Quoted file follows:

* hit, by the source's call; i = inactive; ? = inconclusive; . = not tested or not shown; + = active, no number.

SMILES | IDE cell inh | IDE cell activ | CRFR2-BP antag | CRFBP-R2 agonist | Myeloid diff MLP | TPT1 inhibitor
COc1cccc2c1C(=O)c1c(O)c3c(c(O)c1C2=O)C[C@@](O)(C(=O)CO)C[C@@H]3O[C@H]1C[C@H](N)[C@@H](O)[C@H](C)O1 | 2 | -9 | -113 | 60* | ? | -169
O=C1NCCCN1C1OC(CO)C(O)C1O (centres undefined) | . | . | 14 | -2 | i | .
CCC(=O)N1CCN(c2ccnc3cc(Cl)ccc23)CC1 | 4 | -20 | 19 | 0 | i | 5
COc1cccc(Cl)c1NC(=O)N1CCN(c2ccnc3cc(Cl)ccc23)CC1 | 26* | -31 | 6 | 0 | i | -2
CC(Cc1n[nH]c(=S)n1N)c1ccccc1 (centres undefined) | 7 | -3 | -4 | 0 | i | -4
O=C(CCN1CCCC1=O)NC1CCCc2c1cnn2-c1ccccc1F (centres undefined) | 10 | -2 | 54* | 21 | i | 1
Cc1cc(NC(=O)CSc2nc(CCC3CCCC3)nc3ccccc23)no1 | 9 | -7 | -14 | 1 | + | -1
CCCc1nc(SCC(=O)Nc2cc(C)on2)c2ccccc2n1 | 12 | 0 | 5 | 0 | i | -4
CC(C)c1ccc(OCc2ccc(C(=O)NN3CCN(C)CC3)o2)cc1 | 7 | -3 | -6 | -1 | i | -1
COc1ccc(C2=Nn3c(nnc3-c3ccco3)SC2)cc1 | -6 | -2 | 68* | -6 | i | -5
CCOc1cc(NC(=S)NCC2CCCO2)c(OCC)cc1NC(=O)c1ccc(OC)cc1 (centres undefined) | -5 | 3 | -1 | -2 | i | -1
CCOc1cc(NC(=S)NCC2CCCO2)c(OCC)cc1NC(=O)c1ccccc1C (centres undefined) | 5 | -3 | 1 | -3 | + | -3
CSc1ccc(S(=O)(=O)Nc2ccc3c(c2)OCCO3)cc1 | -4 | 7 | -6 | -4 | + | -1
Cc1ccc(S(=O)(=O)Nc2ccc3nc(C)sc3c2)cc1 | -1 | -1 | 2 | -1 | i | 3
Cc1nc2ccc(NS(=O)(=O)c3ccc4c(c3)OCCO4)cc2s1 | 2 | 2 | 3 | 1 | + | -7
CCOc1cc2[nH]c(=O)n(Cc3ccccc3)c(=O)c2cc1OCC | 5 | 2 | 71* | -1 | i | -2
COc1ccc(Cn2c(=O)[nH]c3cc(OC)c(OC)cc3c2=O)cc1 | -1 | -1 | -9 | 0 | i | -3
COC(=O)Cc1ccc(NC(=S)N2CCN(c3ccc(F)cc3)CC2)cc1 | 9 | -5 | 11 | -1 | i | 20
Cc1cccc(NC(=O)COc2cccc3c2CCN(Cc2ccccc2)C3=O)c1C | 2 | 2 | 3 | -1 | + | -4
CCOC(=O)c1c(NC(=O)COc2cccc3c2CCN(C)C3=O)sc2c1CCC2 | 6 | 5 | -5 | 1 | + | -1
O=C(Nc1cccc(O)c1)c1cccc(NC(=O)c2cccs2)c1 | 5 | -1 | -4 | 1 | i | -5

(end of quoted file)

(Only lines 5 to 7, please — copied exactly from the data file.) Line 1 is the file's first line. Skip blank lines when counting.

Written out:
CCC(=O)N1CCN(c2ccnc3cc(Cl)ccc23)CC1 | 4 | -20 | 19 | 0 | i | 5
COc1cccc(Cl)c1NC(=O)N1CCN(c2ccnc3cc(Cl)ccc23)CC1 | 26* | -31 | 6 | 0 | i | -2
CC(Cc1n[nH]c(=S)n1N)c1ccccc1 (centres undefined) | 7 | -3 | -4 | 0 | i | -4